On Sunday, January 10, 2016, there was a gathering of family, friends, musicians, Aztec dancers and even the poet himself, despite his illness, to read his poetry, and celebrate his life. The event, ¡Viva la Vida! (Long Live Life), was held at the Cafe La Boheme in San Francisco’s Mission District.
Francisco X. Alarcón died of cancer, on Friday morning, January 15, 2016. He was 61.
once again I look out your window
and the world looks oddly different,
maybe the fields have blossomed,
or perhaps more stars have been born
- “L.A. Prayer” from From the Other Side of Night/Del otro lado de la noche: New and Selected Poems, © 2002 by Francisco X. Alarcón, University of Arizona Press –
- “Mexican’ Is Not A Noun” from From the Other Side of Night/Del otro lado de la noche: New and Selected Poems, © 2002 by Francisco X. Alarcón, University of Arizona Press – http://www.poetryfoundation.org/poems-and-poets/poems/detail/53882
- “To Those Who Have Lost Everything” from From the Other Side of Night/Del otro lado de la noche: New and Selected Poems, © 2002 by Francisco X. Alarcón, University of Arizona Press – http://www.poetryfoundation.org/poems-and-poets/poems/detail/53881
- “Prayer,” translated by Francisco Aragón, from From the Other Side of Night/Del otro lado de la noche: New and Selected Poems, © 2002 by Francisco X. Alarcón, University of Arizona Press – http://www.poetryfoundation.org/poems-and-poets/poems/detail/53881
- Stanza from “Of Dark Love,” translated by Francisco Aragón, from From the Other Side of Night/Del otro lado de la noche: New and Selected Poems, © 2002 by Francisco X. Alarcón, University of Arizona Press – http://www.poetryfoundation.org/poems-and-poets/poems/detail/53884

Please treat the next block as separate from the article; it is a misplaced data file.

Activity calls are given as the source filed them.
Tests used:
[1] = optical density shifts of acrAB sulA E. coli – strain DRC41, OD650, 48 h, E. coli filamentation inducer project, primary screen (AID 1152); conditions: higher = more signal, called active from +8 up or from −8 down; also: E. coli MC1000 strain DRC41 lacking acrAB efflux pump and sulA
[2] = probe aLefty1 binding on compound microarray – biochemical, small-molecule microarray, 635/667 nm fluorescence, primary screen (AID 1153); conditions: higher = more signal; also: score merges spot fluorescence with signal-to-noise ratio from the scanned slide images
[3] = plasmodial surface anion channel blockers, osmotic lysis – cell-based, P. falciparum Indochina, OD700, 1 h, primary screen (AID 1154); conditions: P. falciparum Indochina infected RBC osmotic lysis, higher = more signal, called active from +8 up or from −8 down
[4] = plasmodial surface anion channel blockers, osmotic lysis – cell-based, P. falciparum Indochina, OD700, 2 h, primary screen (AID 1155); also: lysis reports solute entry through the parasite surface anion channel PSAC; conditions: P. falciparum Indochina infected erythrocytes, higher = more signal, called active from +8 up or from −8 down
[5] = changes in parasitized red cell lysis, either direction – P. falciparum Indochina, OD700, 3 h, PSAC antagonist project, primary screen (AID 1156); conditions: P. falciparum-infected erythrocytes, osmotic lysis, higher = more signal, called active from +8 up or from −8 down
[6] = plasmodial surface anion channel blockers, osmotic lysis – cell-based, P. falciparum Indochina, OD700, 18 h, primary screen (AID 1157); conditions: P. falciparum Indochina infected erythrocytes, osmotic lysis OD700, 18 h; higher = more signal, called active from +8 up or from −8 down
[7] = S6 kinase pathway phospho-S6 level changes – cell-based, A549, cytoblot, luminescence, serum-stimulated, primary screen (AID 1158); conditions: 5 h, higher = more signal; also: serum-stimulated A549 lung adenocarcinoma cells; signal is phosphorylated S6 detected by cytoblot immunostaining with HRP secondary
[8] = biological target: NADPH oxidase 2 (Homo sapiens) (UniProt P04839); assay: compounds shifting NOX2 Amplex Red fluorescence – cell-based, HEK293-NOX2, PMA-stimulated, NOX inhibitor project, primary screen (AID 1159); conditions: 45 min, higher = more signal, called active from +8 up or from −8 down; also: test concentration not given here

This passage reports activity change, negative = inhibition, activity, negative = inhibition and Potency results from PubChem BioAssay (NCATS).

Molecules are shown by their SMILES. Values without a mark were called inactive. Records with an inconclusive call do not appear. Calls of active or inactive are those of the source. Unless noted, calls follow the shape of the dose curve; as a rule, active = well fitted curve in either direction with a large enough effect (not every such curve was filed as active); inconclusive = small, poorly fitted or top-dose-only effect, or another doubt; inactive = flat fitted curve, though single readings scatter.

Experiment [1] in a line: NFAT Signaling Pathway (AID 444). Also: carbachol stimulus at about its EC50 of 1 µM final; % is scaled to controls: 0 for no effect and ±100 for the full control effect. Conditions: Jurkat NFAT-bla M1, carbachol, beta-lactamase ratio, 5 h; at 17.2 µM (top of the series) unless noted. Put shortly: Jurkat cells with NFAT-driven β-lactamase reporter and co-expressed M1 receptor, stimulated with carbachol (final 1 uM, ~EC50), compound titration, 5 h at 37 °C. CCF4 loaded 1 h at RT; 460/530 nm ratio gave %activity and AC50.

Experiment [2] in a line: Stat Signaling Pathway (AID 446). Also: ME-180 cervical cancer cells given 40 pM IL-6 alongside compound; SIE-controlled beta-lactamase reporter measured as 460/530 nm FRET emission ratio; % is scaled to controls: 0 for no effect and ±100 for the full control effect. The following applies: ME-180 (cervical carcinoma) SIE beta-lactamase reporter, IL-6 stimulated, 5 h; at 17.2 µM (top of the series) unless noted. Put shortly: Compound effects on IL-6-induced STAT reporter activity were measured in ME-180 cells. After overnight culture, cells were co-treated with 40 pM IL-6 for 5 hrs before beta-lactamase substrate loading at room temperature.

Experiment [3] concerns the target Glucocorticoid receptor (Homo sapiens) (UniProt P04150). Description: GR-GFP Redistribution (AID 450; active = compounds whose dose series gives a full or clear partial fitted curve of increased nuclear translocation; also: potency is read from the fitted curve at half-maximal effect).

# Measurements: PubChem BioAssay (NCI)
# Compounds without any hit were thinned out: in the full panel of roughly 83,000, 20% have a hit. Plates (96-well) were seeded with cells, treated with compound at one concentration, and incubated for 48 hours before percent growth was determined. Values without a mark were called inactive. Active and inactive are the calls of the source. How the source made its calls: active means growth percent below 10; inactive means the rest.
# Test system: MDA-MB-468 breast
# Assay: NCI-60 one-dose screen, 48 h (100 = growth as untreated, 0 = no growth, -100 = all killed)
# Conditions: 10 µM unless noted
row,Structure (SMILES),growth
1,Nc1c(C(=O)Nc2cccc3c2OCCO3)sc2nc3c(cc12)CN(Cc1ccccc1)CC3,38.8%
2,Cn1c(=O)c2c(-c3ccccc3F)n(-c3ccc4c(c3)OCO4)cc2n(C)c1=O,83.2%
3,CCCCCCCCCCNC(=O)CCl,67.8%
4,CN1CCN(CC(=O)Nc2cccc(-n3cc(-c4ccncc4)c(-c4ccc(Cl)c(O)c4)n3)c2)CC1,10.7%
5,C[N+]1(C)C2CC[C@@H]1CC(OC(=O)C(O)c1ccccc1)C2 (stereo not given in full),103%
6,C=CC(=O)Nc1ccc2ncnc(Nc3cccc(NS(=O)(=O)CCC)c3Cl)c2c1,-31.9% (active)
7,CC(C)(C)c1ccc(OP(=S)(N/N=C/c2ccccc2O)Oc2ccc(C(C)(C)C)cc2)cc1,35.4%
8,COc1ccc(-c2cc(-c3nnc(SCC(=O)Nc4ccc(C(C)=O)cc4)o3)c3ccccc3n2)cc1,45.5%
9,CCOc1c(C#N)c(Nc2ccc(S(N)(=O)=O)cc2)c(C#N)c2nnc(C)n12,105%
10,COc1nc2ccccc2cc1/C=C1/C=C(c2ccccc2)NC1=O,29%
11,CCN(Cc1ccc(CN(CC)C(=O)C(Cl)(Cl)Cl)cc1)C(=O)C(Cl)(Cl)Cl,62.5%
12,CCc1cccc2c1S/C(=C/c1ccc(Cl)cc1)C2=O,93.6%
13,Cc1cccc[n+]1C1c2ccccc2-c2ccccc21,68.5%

- Academy of American Poets – https://www.poets.org/poetsorg/poet/francisco-x-alarc%C3%B3n
- Poetry Foundation – http://www.poetryfoundation.org/poems-and-poets/poets/detail/francisco-x-alarcon
- El Tecolote – http://eltecolote.org/content/en/features/viva-la-vida-a-tribute-to-francisco-x-alarcon/
- Daniel Olivas interview with Francisco Aragón –
- Canto hondo/Deep Song (University of Arizona Press, 2015)
- Borderless Butterflies: Earth Haikus and Other Poems/Mariposas sin fronteras: Haikus terrenales y otros poemas (Poetic Matrix Press, 2014)
- Ce Uno One: Poemas para el Nuevo Sol/Poems for the New Sun (Swan Scythe Press, 2010)
- From the Other Side of Night/Del otro lado de la noche: New and Selected Poems (University of Arizona Press, 2002)
- Sonetos a la locura y otras penas/Sonnets to Madness and Other Misfortunes (Creative Arts Book Company, 2001)
- No Golden Gate for Us (Pennywhistle Press, 1993)
- Snake Poems: An Aztec Invocation (Chronicle Books, 1992)
- De amor oscuro/Of Dark Love (Moving Parts Press, 1991)
- Body in Flames/Cuerpo en llamas (Chronicle Books, l990)
- Loma Prieta (We Press, 1990)
- Quake Poems (We Press, 1989)
- Ya Vas, Carnal, with Rodrigo Reyes and Juan Pablo Gutiérrez (Humanizarte Publications, 1985)
- ¡Viva la Vida! at Cafe La Boheme
- Blue Jalisco tile
- Bonfire of a city
- Two examples of Huichol art – the Huichol people live in the Jalisco, Durango, and Nayarit states of Mexico
- Memorials for the dead on a border wall
- Underage migrant worker in Texas
- Photo of Francisco X. Alarcón
Word Cloud photo by Larry Cloud